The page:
Romania and the euro

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Eurozone participation
European Union (EU) member states
  19 in the eurozone.
  2 in ERM II, without opt-outs (Bulgaria and Croatia).
  1 in ERM II, with an opt-out (Denmark).
  5 not in ERM II, but obliged to join the eurozone on meeting convergence criteria (Czech Republic, Hungary, Poland, Romania, and Sweden).
Non-EU member states
  4 using the euro with a monetary agreement (Andorra, Monaco, San Marino, and Vatican City).
  2 using the euro unilaterally (Kosovo[a] and Montenegro).

Romania’s current national currency is the leu. However, being bound by its EU accession agreement, Romania has to replace the leu with the euro, as soon as Romania will fulfil all of the four nominal euro convergence criteria as states in the Treaty of Functioning the European Union in article 140.[1] At the moment, the only currency on the market is leu, euro is not yet used in shops. The Romanian leu is not part of the European Exchange Rate Mechanism (ERM II), although the Romanian authorities are working to prepare the changeover to the euro. In order to achieve the change of the currency, Romania is required to undergo at least two years of sustainable stability within the limits of the convergence criteria. The current Romanian Government in addition established a self-imposed criterion to reach a certain level of real convergence, as a steering anchor to decide the appropriate target year for ERM II membership and euro adoption. As of March 2018, the scheduled date for euro adoption in Romania is 2024, according to the National Plan to Changeover to the Euro.[2]

History[edit]

First changes in the Romanian currency[edit]

Romania is an open economy with free capital flows since September 2006 and with a total foreign trade exceeding 75% of GDP (Isărescu 2007).

Romania’s financial market is yet in progress, and the experts note the existence of a tendency towards the increase of the efficiency of stock exchange transactions.[3] Consequently, the inflows of portfolio investments are likely to increase. They could become another resource covering the current account deficit. As to the remittances of the Romanian people working abroad, it can be estimated that they shall keep up to high levels, in the short term. Nevertheless, the country’s accession to the EU also gives rise to a new resource capable of covering the deficit, namely the transfers from structural and cohesion funds to Romania, as a cohesion country, which shall be achieved starting from 2008.[4]

The first step required in the preparation of the changeover of the leu into euro took place at the same time with the depreciation of the national currency. Thus, in 2005 the new Romanian leu was printed with the same physical dimensions as the euro, in order to fit the ATMs system.[5] 

One year later, the Romanian Government announced that the new plan to join the ERM II (a prerequisite for euro adoption) will take place only after 2012. Although, important impediments  such as price instability and high interest rates, were at stake. The president of the European Central Bank said in June 2007, that "Romania has a lot of homework to do ... over a number of years" before joining ERM II. The Romanian government announced in December 2009, that they officially planned to join the eurozone by 1 January 2015.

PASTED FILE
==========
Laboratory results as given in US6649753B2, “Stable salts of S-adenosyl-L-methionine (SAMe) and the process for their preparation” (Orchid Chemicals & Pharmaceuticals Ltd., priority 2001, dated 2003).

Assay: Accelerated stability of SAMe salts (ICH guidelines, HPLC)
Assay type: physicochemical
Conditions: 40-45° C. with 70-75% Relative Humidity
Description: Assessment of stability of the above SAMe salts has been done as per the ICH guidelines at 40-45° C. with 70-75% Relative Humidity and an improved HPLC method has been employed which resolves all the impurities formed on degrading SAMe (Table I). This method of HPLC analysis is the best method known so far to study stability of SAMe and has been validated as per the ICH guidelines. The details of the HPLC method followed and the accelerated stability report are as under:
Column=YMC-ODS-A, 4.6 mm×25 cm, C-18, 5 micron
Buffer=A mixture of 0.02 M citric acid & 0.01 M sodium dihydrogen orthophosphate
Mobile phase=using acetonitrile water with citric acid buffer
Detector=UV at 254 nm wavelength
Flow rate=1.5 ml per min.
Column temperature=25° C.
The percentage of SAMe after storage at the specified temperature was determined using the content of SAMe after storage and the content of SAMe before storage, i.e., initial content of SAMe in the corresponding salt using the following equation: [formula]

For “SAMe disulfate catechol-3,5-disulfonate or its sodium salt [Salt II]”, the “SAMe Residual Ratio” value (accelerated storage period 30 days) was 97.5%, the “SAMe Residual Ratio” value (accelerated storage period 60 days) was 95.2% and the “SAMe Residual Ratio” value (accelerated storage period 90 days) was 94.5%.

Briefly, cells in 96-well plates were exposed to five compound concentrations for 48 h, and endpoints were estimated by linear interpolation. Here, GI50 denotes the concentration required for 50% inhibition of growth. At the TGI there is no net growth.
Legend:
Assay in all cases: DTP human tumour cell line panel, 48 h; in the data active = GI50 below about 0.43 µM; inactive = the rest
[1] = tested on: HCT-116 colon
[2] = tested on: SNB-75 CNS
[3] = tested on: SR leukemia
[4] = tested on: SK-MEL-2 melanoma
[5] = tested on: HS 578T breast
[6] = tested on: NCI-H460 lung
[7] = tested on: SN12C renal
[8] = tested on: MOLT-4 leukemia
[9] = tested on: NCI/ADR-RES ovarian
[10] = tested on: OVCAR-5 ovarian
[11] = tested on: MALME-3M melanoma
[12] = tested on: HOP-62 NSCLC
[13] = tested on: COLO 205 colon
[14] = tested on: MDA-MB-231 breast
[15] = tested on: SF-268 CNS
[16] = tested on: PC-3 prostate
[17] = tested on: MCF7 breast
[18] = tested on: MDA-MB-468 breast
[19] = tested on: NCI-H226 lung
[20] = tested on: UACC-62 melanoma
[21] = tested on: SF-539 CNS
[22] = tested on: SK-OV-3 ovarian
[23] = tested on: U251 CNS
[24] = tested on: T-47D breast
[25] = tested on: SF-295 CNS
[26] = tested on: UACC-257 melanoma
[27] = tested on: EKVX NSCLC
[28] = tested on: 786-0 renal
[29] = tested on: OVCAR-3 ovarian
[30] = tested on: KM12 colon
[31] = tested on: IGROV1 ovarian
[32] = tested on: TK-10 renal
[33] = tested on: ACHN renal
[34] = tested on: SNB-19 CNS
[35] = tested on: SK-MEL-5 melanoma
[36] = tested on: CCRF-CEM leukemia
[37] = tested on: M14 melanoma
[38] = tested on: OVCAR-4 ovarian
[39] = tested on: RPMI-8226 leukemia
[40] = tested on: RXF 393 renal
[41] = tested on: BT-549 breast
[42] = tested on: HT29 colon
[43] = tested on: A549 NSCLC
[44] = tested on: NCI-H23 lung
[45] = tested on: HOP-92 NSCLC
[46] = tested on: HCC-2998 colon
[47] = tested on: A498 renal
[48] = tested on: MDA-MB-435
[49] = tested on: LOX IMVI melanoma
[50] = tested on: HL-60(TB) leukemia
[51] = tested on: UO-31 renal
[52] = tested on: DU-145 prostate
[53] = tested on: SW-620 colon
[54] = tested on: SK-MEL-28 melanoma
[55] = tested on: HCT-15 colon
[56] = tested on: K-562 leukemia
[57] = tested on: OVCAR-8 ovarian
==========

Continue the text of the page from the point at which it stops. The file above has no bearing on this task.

In 2011, the Romanian government announced it would strive to comply with the first four convergence criteria by 2013, but the economy will need further reforms to successfully change to euro.

The delays in adhering to the ERM II[edit]

The governor of the National Bank of Romania (NBR) confirmed in 2012, that Romania would not meet its previous target of joining the Euro Zone in 2015. He addressed the benefits for Romania to not be a part of the Euro Area during the European debt-crisis, but that the country in the years ahead would strive to comply with all the convergence criteria. Concerns about its workforce productivity were also been cited for the delay.

In 2013, Romania submitted their annual Convergence Programme to the European Commission, which for the first time did not specify a target date for euro adoption. Then Prime Minister Victor Ponta stated that "Eurozone entry remains a fundamental objective for Romania but we can't enter poorly prepared", and that 2020 was a more realistic target.

At the same time, the NBR submitted draft amendments for the Romanian Constitution to the European Central Bank (ECB) for review. The amendments would make the NBR's statue an organic law to ensure "institutional and functional stability", and would allow for the "transfer of NBR tasks to the ECB and the introduction of the euro as legal tender" using organic law.

In 2014, Romania's Convergence Report set a target date of 1 January 2019 for euro adoption. According to the Erste Group Bank, Romania will not be able to meet this ambitious target by 2019, not in regards of complying with the four nominal convergence criteria values, but in regards of reaching some appropriate levels of real convergence (i.e. raising the GDP per capita from 50% to a level above 60% of the EU average) ahead of the euro adoption.